The use of retail and work-site health clinics is up, and their consumers skew young. Overall, 27% of all U.S. adults have stepped into a walk-in clinic in the past two years. But only 15% of people 65 and over have used such a clinic.
This begs the question: are retail and on-site clinics at the workplace filling the role of medical homes for younger adult Americans?
The Harris Interactive/HealthDay poll published in January 2013 discovered that use of retail clinics grew from 7% in 2008 to 27% in 2012. The largest age cohort using walk-in clinics is people between 18 and 29 years of age.
Most users of retail and work-based clinics are satisfied with the care delivered at these provider settings: 82% said they were satisfied, very satisfied, or extremely satisfied with retail clinics; 73% of work-site clinic consumers were at least satisfied, very satisfied, or extremely satisfied with their services. Only 6% and 12% of clinic users were not at all satisfied with retail and work-based sites, respectively.
What drives satisfaction for users of these clinics are convenience factors: no need to schedule an appointment, accessible locations, short wait times, open when doctor is closed, insurance acceptance, cheaper, and — for 20% of retail clinic users — the fact they don’t have a primary doctor.
The most common complaints motivating visits to walk-in clinics by retail and work-based sites were:
- Cold and flu symptoms, among 38% and 29%
- To get a flu shot, 32% and 43%
- Need prescription for medication, 30% and 27%
- Cut or wound, 19% and 26%
- General check up, 15% and 38%
- Sprained a joint or broke a bone, 14% and 21%
- Checked cholesterol or blood pressure, 13% and 31%
- Bad headache or migraine, 13% and 20%
- Check up for chronic condition like diabetes or asthma, 5% and 13%.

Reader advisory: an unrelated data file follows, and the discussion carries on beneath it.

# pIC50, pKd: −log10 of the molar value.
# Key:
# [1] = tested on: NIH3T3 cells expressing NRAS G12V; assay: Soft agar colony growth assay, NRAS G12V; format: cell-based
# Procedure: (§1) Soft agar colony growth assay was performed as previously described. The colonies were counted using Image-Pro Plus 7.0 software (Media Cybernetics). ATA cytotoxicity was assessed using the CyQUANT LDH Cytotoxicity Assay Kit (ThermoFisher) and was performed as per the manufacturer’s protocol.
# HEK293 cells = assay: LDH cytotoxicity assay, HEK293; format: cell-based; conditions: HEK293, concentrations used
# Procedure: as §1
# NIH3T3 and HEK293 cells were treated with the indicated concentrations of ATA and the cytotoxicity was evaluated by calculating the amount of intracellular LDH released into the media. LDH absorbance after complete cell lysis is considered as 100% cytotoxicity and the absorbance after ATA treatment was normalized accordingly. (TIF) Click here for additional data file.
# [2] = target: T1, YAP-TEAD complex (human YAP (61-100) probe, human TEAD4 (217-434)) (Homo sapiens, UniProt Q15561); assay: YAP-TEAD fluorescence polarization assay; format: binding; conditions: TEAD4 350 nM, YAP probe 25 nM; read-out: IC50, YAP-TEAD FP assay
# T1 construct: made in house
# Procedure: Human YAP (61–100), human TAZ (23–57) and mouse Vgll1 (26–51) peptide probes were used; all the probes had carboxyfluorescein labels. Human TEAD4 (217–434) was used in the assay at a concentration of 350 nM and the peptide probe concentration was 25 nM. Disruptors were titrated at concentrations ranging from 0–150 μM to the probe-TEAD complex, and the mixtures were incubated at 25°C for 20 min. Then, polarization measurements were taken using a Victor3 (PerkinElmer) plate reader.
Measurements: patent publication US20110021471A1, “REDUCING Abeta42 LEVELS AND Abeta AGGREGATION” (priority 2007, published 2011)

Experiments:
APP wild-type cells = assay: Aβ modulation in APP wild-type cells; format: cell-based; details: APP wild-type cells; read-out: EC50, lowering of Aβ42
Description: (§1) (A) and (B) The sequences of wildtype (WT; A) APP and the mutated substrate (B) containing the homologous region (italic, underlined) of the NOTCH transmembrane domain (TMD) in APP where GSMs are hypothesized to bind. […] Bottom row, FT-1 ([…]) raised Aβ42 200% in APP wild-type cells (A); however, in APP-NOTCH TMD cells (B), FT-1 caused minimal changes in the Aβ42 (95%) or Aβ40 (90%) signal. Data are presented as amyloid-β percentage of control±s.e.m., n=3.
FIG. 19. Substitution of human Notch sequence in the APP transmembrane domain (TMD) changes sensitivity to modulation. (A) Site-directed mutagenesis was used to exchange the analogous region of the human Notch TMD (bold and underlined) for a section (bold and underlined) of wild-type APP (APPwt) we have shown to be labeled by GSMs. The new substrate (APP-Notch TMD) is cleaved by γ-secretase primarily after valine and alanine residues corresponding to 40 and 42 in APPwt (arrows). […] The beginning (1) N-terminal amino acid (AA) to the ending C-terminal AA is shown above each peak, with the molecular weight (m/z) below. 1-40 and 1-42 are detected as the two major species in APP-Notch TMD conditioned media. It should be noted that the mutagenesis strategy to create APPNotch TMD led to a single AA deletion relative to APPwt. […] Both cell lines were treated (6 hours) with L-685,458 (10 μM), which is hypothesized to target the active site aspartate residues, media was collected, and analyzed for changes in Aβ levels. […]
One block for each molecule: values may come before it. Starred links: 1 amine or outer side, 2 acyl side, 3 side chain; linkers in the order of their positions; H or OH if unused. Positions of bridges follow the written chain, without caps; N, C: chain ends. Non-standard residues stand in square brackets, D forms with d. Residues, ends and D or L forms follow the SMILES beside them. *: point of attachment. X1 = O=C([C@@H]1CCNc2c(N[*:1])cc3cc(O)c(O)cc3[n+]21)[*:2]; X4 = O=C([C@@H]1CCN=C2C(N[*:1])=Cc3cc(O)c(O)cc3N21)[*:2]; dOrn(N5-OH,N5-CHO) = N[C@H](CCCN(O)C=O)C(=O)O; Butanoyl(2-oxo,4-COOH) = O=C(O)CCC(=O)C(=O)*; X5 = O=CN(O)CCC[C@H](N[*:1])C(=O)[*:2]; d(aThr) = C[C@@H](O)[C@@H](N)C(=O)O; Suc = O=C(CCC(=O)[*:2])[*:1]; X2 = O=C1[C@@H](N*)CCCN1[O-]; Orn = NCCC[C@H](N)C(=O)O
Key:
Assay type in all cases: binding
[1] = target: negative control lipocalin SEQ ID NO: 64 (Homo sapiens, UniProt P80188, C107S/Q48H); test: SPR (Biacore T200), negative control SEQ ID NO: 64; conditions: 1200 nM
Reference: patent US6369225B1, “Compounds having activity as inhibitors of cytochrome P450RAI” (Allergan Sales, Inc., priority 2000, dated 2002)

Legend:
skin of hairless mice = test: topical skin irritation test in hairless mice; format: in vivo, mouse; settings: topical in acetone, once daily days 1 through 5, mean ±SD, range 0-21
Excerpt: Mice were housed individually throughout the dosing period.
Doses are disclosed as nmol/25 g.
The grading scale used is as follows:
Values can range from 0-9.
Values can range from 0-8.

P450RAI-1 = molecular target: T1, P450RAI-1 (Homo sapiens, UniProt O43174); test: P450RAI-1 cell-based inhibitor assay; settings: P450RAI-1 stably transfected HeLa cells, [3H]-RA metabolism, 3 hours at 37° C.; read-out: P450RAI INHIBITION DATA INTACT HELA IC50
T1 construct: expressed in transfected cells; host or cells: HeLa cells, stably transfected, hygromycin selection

HarrisInteractive surveyed 3,036 U.S. adults over 18 years of age in December 2012.
Health Populi’s Hot Points: One of the most striking findings in this survey is that the vast majority of consumers of walk-in clinics, 86% for retail clinics and 91% for work-site clinics, were enrolled in health insurance programs at the time of visiting the clinic. Combine this statistic with the projection of a primary care physician shortage coupled with younger people more regularly using these clinics for primary care complaints, and you can envision the role of this setting as an adjunct for medical homes.
It’s also important to call out the higher percentage of work-site clinic use for population health management and health checks for conditions like diabetes and asthma, cholesterol and blood pressure checks, and 38% of those using work-site clinics doing so for general check ups. The segment of employers offering work-site clinics are doing so in part to bolster employee health management beyond cuts and bruises — the Old School form of onsite clinics. This new approach to worker health leverages the immediacy of the work-site clinic to drive employee health in a 24×7 mode, not episodically. Employers who adopt the use of retail and onsite clinics also do so to lower the total cost of employee care by driving prevention and early detection of disease, and care in lower-cost settings (e.g., avoiding emergency room visits).
Walk-in clinics at the work-site, in shopping and strip-malls, at schools and universities — where people live, work, and play — bolster the health ecosystem and the concept of health care, everywhere. If underpinned with interoperable electronic health records, these clinics will be important players in accountable and value-based health care.
A postscript: Forbes on January 15 2013 talks about employers’ role in health care cost management. Here’s a link to the piece, which highlights the growing adoption of consumer-directed and especially high-deductible health plans. Work-site and retail clinics can lower costs for both employee-consumers and employers.